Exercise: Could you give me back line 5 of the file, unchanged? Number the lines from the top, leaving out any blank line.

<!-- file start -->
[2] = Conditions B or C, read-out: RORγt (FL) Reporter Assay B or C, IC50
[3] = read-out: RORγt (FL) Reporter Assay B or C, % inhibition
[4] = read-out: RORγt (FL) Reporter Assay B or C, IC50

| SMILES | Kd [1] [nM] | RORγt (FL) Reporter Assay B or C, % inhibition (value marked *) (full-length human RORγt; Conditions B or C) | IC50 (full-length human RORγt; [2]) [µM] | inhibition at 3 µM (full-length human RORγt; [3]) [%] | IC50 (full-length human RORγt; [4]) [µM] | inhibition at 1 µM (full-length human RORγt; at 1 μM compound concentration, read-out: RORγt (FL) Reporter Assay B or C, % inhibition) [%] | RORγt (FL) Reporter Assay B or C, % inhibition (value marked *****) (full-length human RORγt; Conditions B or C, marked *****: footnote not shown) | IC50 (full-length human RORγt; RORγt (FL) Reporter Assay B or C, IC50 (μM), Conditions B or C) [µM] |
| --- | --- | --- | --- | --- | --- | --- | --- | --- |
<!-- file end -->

| --- | --- | --- | --- | --- | --- | --- | --- | --- |